Will the curb on MLA expenses spell the end of constituency offices?

So MLAs get an 11% rise in salary, not from themselves, but from an Independent Financial Review Panel. Thus the DUP and Sinn Fein are arguing that it is wrong, (though don’t hold your breath for any of them to hand it back) because for once it was not them who were responsible for the decision.

As Liam Clarke notes, this is way better than anyone out in the real world is likely to get for sometime to come. But he also has the telling detail:

The rise has caused consternation at a time when MLAs are freezing public sector pay and the median wage here is given in the report as £18,720. However, the review team say that the increase is self-financing and will show a profit of £3.16m, or £29,000 per MLA, between now and 2015. This is achieved largely through cuts in offices allowances which will fall from £75,857 a year to £69,238 by 2012, saving £1.8m.

What Pat McCartan and his panel have done is to bite a bullet that the House of Commons has been afraid to do for nearly thirty years and switched the money from stupidly high rates of subsidy via the expenses regime to the MLA’s salary. If this had been the case, there would have been scandal over toilet seats and duck houses.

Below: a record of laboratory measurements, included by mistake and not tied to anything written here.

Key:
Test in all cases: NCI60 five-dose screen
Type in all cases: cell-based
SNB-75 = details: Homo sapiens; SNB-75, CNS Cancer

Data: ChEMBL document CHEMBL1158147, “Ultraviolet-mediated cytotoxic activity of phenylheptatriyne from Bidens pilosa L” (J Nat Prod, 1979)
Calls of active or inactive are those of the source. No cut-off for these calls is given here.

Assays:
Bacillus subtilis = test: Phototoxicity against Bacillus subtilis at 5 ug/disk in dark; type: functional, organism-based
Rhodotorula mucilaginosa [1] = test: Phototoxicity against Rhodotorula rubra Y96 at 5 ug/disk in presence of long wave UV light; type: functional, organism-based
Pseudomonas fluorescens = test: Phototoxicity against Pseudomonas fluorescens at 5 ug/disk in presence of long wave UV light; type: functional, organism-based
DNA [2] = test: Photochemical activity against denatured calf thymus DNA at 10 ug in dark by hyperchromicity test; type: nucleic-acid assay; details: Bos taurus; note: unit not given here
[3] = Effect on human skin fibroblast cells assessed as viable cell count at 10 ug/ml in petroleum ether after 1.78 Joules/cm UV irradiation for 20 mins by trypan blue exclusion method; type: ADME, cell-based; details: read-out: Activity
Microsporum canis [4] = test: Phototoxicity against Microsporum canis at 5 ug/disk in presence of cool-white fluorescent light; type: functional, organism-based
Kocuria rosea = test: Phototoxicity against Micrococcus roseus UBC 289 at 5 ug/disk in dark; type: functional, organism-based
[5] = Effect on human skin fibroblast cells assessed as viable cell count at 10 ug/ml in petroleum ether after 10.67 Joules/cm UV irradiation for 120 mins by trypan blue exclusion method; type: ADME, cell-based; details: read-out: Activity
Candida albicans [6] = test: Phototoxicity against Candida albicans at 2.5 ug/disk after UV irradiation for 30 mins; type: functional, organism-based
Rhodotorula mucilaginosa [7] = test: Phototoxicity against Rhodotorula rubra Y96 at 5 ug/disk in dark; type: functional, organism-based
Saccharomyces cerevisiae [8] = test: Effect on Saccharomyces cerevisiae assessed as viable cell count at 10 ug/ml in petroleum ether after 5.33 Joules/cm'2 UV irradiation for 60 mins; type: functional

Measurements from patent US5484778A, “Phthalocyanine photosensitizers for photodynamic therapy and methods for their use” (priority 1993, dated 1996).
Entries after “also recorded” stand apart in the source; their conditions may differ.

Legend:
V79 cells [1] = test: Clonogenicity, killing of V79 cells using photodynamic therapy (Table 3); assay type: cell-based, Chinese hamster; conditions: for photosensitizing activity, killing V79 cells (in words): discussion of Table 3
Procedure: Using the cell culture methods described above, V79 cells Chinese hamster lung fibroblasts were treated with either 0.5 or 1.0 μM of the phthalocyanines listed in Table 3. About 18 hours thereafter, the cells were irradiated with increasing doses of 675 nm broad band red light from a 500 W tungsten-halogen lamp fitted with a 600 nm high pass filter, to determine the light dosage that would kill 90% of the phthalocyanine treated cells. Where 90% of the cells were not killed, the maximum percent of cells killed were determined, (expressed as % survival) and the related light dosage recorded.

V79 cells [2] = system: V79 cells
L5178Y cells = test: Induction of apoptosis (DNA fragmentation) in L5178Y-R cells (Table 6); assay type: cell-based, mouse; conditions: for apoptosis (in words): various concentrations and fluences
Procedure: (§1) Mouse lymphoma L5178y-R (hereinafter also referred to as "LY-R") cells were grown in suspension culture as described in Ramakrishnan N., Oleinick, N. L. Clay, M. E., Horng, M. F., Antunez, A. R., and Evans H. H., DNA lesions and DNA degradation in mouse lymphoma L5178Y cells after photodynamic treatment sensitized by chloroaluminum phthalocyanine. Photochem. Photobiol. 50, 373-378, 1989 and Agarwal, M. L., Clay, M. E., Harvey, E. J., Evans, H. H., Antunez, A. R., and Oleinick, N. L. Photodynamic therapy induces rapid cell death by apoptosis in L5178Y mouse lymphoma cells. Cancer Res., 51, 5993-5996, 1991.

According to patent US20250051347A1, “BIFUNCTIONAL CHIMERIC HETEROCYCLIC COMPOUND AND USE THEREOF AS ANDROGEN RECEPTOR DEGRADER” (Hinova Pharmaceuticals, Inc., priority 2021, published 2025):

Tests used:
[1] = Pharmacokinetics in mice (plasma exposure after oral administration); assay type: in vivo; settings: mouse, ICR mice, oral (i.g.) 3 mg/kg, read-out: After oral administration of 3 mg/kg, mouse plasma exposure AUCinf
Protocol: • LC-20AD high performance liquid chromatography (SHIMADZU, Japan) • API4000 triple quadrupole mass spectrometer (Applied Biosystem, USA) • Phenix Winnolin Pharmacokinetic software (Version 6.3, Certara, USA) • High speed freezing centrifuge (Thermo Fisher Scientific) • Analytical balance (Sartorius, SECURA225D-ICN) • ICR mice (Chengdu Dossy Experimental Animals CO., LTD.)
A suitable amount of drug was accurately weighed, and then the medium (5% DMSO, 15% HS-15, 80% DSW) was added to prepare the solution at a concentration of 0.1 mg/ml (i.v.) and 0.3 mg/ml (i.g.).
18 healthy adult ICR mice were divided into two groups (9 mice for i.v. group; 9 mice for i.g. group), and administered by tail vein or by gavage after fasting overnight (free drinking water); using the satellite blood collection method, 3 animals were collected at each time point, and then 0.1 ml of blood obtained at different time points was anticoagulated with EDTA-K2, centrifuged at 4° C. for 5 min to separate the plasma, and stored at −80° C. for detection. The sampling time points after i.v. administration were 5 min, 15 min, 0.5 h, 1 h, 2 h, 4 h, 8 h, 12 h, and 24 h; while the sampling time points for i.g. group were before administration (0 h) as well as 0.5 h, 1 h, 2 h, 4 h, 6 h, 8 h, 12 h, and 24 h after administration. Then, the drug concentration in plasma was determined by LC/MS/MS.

And there will be no meaningful snouts in the trough league tables for the malign tabloid journo to hit the politician over the head with every year. Nor, let’s hope, embarrassing headlines regarding the over-exploitation of free facilities.

The BelTel editorial does make a useful related value for money point one respect:

Northern Ireland is grossly over-represented at Stormont – we have one MLA for every 16,000 constituents, compared to one to 50,000 in Scotland and one to 40,000 in Wales. Cut the number of MLAs from 108 to 80 and the economics of increased salaries begins to make sense.

Quite so.

One thing to watch will be any future effects on the extraordinary levels of party infrastructure across Northern Ireland. It’s currently deductable directly from expenses. Now it will have to come from individual salary packets (with the exception of Sinn Fein, who where feasible centralise all MLA resources for the party).

So how long before some of those lovely town centre MLA offices begin to disappear, if it has to come directly out of the MLA’s take home pay? The custom in the rest of the democratic world is to host clinics in libraries and other such public of semi public buildings.

Mick is founding editor of Slugger. He has written papers on the impacts of the Internet on politics and the wider media and is a regular guest and speaking events across Ireland, the UK and Europe. Twitter: @MickFealty